Onehunga Focus Of Rail Safety Week


The annual rail safety week - which  aims to improve safety at rail crossings and reduce trespassing on rail tracks- starts today.

Already this year there have been 27 level crossing collisions and one fatality.

Over the last decade, there were 55 deaths at level crossings and 97 people were been killed as a result of trespassing on train tracks.

Rail Safety campaigner Chris Cairns will be in Auckland this week to add his voice to an Auckland aspect of the campaign - ensuring motorists and pedestrians take care at level crossings once rail services resume on the Onehunga branch line.

On Wednesday he will be having a look at the work being done around the new Te Papapa station to ensure pedestrian safety.

The three kilometre Onehunga branch line has eight level crossings along it.

Work being done on Onehunga's new level crossings

All level crossings along the route will be equipped with barrier arms, flashing lights and bells and pedestrian mazes.  Fencing have been installed in some areas along the track to deter people from walking along the tracks.




  1. Paul says:

    Simple, start taking out some of the lesser crossings.

  2. Ian M says:

    The Captain Springs Rd/Church St corner, where there are two diagonal crossings close to each other will be particularly dangerous. When we finally get airport rail, ie high frequency trains, this spot should be trenched-which would also reduce bottlenecks at the lights.

  3. George D says:

    Simple - fix NZ’s crossings. An unbelievable number still have no barrier arms, and I believe there are some which still have no lights and bells.

    Fixing pedestrian crossings to have automatic gates needs to happen immediately too.

    All of these things would save more lives than billion dollar highways, and you could do them tomorrow.

  4. George D says:

    Yes, as Ian says, trenching will have to happen eventually on this line and on others. Particularly as frequencies increase.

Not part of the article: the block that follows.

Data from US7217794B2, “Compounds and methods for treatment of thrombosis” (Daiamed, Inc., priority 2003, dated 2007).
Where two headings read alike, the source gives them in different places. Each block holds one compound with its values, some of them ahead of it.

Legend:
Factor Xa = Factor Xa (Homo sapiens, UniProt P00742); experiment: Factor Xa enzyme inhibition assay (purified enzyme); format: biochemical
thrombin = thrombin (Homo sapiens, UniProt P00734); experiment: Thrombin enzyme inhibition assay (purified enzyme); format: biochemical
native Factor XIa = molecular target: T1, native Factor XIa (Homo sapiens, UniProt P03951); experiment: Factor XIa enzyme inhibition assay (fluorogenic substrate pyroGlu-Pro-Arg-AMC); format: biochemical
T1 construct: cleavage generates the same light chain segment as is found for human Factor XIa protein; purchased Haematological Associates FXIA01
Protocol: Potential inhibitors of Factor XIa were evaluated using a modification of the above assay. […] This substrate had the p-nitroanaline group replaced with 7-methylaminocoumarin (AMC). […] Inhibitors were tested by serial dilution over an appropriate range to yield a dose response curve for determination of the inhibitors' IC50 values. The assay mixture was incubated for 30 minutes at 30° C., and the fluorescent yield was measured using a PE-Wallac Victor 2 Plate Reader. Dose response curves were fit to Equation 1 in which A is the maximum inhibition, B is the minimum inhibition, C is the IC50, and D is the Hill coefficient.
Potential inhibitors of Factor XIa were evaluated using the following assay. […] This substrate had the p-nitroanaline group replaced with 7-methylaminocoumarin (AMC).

5. Matt says:

    Interesting that the photo is of the Galway/Princes intersection, which I traverse regularly due to involvement with a theatre a couple of streets away. That intersection gives me the willies, it really does, because visibility crossing along Princes is so poor. The barrier arms and associated control boxes haven’t improved things any.

    As far as trenching goes, is the Onehunga line double-tracked or single? All the level crossings are single, which will have to be rectified if high-frequency services to the airport ever becomes a reality. That would doubtless happen in conjunction with grade separation of road/rail crossings.

  6. karl says:

    Well, I don’t think the airport line would be more often than once every 30 minutes on the Onehunga line (even after double-tracking) because I doubt the mainline further north could take it, in addition to the future train frequency increases already planned there.

    Maybe one could have one train to the CBD along the Onehunga-Newmarket line every 30 mins, and one along the Manukau-Glen Innes Eastern Line every 30 minutes, to provide a 15 minute frequency at the airport for connections to the CBD.

  7. Matt L says:

    Karl, there is the ability for plent of capacity north of Penrose after the CBD tunnel is built. The at the moment is for one train every 10 mins, that means if you did the same frequency from the airport then you would have a train every 5 minutes between Penrose and Newmarket.


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